The tools available for conducting your own STOP STICKS campaign are highly customizable so that you can decide which components best fit the needs of your facility. You may choose to conduct a complete campaign, or only use certain components, depending on the needs and resources available at your facility. The STOP STICKS campaign may be presented as a stand-alone initiative, or it may be tied with other initiatives, such as introduction of a new safety device or an annual refresher to remind staff of the hazards associated with sharps injuries.

What is a "safety campaign" and a "communication blitz"?

A safety campaign is a series of strategic communication initiatives designed to convey a consistent key message targeting a safety need. In this sharps injuries campaign, the key message is "STOP STICKS."
The communication blitz is a component of the safety campaign and refers to brief, targeted communication interventions that bring attention to the safety campaign goals. Specifically, the blitzes for the STOP STICKS campaign focus on bloodborne pathogens, exposure prevention methods, equipment evaluation, and proper post-exposure prophylaxis protocols. The blitzes feature posters, newsletters, health and safety fairs, exhibits, and videos, among other communication methods and channels to communicate the campaign message.

STOP STICKS campaign guide and resources

This website includes guidance on how to prepare blitzes, use templates and other media resources in preparing the blitz materials, implement the blitzes, and evaluate the campaign outcomes. See the full list of campaign resources on the menu at left.

Tuesday, May 14, 2013

Antiseptic hand cleansers as an acceptable handwashing practice?

March 31, 2003

Dear Ms. Z***:

Thank you for your January 3, 2003 inquiry to the Occupational Safety and Health Administration (OSHA) regarding OSHA requirements for handwashing under the bloodborne pathogens standard [29 CFR 1910.1030]. Your question has been outlined below followed by OSHA's response.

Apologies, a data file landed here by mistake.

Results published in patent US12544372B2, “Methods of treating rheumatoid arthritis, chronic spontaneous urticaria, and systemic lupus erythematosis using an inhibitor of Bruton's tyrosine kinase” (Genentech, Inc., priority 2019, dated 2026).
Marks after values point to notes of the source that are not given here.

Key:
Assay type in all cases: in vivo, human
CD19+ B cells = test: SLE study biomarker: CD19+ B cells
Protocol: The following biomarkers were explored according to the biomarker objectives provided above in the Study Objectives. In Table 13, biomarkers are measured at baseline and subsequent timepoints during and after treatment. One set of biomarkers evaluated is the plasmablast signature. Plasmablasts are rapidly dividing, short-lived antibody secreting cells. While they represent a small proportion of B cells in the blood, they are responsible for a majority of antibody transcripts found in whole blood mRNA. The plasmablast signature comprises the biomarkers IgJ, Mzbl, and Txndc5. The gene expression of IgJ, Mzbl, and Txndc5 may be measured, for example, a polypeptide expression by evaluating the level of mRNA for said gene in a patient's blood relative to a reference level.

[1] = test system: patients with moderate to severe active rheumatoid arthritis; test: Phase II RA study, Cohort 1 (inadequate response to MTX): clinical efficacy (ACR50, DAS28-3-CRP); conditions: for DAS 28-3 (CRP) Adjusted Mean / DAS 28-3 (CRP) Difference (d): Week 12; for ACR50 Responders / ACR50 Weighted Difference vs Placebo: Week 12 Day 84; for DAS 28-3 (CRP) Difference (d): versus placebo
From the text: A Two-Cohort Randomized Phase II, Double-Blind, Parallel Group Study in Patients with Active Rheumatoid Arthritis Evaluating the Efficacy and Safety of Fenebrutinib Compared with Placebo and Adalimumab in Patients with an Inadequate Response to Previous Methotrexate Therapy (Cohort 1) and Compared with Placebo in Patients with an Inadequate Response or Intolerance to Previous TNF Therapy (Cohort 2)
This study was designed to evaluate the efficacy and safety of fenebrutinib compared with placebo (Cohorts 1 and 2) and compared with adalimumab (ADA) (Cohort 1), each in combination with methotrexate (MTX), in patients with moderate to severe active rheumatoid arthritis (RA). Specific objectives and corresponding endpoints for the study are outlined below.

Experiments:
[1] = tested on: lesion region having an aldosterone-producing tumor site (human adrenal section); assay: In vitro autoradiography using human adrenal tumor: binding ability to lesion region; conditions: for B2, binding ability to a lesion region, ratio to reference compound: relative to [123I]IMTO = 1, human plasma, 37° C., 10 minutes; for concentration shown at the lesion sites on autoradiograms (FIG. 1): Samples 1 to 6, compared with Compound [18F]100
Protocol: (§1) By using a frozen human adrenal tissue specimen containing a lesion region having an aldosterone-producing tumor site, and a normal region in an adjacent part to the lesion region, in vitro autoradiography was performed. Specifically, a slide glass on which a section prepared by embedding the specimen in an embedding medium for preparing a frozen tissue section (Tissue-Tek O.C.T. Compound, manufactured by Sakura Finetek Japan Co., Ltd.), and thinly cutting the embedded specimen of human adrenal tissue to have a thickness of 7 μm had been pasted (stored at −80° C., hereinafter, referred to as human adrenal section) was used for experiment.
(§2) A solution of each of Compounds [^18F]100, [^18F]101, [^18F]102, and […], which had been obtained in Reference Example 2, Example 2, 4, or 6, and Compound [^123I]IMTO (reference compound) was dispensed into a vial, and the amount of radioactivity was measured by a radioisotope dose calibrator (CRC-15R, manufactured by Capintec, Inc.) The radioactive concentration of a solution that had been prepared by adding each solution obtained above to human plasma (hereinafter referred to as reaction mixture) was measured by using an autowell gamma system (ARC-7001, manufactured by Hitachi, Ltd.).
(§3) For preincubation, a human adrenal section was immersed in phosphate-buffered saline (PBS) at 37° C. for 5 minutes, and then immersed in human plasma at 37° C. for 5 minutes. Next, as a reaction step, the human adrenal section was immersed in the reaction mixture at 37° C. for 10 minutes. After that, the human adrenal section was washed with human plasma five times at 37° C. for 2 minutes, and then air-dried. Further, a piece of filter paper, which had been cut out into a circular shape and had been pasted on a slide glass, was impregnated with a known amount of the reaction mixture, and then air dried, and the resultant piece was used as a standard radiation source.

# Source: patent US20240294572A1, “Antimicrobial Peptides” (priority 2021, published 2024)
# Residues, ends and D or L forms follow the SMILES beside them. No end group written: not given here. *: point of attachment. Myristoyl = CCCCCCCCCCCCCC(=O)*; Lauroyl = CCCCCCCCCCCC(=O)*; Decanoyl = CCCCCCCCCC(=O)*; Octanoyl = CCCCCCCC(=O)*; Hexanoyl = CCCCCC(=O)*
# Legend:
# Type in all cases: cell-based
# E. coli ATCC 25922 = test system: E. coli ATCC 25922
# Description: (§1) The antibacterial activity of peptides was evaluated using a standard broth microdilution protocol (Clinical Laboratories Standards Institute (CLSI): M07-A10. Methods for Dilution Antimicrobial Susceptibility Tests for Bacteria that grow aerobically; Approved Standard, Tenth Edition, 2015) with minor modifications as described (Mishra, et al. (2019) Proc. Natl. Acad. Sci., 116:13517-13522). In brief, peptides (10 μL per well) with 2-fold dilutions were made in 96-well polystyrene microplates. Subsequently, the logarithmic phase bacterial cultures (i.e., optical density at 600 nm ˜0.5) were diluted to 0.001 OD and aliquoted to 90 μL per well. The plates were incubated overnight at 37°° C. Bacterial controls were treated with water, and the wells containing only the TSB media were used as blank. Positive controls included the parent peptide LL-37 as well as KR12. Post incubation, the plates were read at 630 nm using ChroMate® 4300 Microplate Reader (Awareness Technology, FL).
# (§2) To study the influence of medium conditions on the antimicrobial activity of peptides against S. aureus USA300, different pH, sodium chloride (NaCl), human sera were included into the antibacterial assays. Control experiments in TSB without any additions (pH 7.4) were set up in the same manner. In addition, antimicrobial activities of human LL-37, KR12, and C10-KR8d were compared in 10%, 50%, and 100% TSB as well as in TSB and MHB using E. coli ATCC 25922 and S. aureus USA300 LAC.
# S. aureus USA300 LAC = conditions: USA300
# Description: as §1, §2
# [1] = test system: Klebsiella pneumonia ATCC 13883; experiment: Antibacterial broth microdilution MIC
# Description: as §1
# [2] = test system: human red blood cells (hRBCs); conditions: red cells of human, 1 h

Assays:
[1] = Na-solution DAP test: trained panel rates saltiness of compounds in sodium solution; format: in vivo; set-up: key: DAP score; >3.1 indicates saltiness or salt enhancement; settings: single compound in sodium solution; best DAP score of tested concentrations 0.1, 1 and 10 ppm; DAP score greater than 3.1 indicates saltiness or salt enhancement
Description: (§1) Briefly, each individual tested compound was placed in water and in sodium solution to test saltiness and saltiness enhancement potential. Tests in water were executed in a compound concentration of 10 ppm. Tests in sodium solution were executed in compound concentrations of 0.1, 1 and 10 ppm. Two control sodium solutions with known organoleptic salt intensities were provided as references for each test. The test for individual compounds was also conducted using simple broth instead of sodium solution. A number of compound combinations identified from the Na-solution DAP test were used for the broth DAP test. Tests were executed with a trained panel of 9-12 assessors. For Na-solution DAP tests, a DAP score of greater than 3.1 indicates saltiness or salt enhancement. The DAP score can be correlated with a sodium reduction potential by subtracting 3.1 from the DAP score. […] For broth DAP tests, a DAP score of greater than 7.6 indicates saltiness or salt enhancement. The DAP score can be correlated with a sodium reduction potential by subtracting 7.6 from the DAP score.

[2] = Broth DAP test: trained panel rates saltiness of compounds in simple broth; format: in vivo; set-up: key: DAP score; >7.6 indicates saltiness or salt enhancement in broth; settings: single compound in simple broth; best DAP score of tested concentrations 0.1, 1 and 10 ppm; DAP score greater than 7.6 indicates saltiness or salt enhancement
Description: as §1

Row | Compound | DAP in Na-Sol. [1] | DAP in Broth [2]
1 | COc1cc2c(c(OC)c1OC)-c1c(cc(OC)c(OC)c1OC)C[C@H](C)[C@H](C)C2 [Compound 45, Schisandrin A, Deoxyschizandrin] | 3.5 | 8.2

The new Centers for Disease Control and Prevention (CDC) "Guideline for Hand Hygiene in Health-Care Settings" (Morbidity and Mortality Weekly Report, October25, 2002) supports the use of alcohol-based hand rubs as an effective means for decontaminating hands in healthcare settings. Is this consistent with the requirements for handwashing established in OSHA's bloodborne pathogens standard?
Many of CDC's hand hygiene guidelines are for infection control and patient safety, which OSHA standards do not specifically address. However, we feel that these guidelines which do address occupational exposures to blood or other potentially infectious materials (OPIM) are consistent with OSHA's bloodborne pathogens standard. In paragraph (d)(2) of OSHA's standard, the section that most appropriately addresses "handwashing" in the scenario that you describe, the following is stated:
(v) Employers shall ensure that employees wash their hands immediately or as soon as feasible after removal of gloves or other personal protective equipment. (vi) Employers shall ensure that employees wash hands and any other skin with soap and water, or flush mucous membranes with water immediately or as soon as feasible following contact of such body areas with blood or other potentially infectious materials.